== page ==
Colorado Gold Nuggets, Writing Workshop Insights, Part II

Jessica Renheim, Margaret Bail, Elizabeth Copps, and Susan Brower. Photo by Mark Stevens for RMFW. Used with permission.
Jessica Renheim, Margaret Bail, Elizabeth Copps, and Susan Brower.
Photo by Mark Stevens for RMFW. Used with permission.

I’m back with a few more gems from the RMFW Colorado Gold conference. You can read Part I, with brief notes from the craft workshops I attended, here. Today is all about the publishing industry.

  • From “Everything You Wanted to Know About Publishing (Now’s Your Time to Ask),” with Peter Senftleben: Self-published authors looking to break into traditional publishing really need to have sold around 20,000 copies. That being said, platform isn’t all that important for fiction writers just starting out. That can be built after a book is under contract. Also, even large publishers are looking to digital-only releases, especially with new authors, to build an audience before moving to print.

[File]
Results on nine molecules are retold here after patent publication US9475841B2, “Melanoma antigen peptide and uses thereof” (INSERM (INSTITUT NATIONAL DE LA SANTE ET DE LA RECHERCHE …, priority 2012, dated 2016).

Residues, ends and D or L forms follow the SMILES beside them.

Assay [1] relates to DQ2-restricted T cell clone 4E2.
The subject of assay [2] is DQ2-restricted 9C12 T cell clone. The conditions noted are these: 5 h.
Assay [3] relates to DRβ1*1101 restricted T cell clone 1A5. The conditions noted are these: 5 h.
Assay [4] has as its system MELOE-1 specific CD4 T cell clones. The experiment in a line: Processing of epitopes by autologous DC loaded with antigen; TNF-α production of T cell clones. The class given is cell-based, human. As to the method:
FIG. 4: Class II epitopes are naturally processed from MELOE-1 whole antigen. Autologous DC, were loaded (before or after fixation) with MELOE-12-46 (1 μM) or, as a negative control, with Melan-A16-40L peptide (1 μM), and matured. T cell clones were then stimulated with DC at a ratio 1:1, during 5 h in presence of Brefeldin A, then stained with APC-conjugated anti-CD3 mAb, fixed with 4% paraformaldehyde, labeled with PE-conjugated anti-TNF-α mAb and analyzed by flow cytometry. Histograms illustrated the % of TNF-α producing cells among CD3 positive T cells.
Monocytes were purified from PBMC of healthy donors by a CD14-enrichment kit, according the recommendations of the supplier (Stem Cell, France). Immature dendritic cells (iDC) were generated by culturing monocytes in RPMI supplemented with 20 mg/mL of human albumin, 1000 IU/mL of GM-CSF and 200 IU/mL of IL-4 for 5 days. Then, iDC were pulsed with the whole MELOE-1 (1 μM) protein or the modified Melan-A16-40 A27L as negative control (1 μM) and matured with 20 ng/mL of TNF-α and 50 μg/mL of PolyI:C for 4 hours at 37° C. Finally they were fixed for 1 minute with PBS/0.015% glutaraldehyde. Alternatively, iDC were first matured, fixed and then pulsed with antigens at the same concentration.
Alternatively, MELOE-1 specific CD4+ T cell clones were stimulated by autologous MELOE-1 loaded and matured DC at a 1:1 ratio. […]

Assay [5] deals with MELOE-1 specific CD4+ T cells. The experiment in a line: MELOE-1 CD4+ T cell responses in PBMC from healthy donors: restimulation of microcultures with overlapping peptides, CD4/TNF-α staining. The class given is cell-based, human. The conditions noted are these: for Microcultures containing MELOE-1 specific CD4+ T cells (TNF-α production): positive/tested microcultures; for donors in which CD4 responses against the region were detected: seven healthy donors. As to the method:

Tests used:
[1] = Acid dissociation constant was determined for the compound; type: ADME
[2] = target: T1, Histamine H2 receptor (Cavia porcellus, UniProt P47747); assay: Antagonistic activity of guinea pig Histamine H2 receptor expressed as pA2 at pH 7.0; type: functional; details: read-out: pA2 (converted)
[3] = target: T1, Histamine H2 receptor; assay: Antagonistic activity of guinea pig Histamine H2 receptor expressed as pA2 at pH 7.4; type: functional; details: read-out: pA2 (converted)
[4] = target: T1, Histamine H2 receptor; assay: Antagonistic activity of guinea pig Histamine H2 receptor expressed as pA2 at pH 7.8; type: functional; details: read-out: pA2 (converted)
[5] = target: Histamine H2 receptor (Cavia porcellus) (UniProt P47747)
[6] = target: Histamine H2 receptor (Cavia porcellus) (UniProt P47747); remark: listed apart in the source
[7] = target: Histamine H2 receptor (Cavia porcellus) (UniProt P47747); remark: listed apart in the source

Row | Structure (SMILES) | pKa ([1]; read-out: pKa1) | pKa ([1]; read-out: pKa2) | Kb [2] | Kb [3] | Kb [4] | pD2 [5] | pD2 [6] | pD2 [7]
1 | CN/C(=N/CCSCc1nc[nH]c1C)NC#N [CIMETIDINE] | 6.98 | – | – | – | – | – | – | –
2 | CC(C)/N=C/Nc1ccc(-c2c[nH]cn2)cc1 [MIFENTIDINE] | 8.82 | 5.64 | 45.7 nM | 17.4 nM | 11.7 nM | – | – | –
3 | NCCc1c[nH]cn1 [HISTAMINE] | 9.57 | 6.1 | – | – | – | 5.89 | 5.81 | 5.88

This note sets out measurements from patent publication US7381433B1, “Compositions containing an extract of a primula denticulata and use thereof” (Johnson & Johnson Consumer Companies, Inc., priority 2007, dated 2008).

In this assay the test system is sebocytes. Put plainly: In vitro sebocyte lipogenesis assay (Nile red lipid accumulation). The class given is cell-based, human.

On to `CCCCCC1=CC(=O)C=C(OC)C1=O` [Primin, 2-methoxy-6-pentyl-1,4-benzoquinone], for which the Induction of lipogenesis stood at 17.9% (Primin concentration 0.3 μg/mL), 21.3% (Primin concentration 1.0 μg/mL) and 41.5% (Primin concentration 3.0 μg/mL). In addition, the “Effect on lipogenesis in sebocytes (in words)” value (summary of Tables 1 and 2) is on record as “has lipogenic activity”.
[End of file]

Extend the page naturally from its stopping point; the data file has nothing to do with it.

• From “Editor/Agent Panel,” with Lucienne Diver, Kerri Buckley, Shannon Hassan, and Raelene Gorlinsky: Writing momentum expectations vary a lot by genre. Romance readers often expect three or more books per year from their authors. Fantasy and science fiction readers might be content with one book a year. From a career-management perspective, if you can’t write more than one book a year, you shouldn’t be writing in more than one genre.
  • From “Editor/Agent Panel,” with Margaret Bail, Elizabeth Copps, Susan Brower, and Jessica Renheim: Jessica Renheim, the only editor on this panel, said, “I work for a lot of great authors.” I wrote it down, because I thought that “for” was telling, as a lot of authors, especially early on, feel like they’re working for agents and editors. The agents pointed that they aren’t just there to negotiate contracts, either. Their job is to help authors with general career management.

I have two more sessions that I haven’t covered in these brief notes, but I think both of those are worthy of their own dedicated posts, so stay tuned!


11 Twitter Tips For Writing Conferences

11 Twitter Tips For Writing ConferencesMy people are the ones whose smartphones live in their hands, not their pockets. My people know usernames better than real names. My people have an innate sense of what will fit into 140 characters. My people put jokes in hashtags, because, somehow, they’re funnier that way. My people are the Twitter people.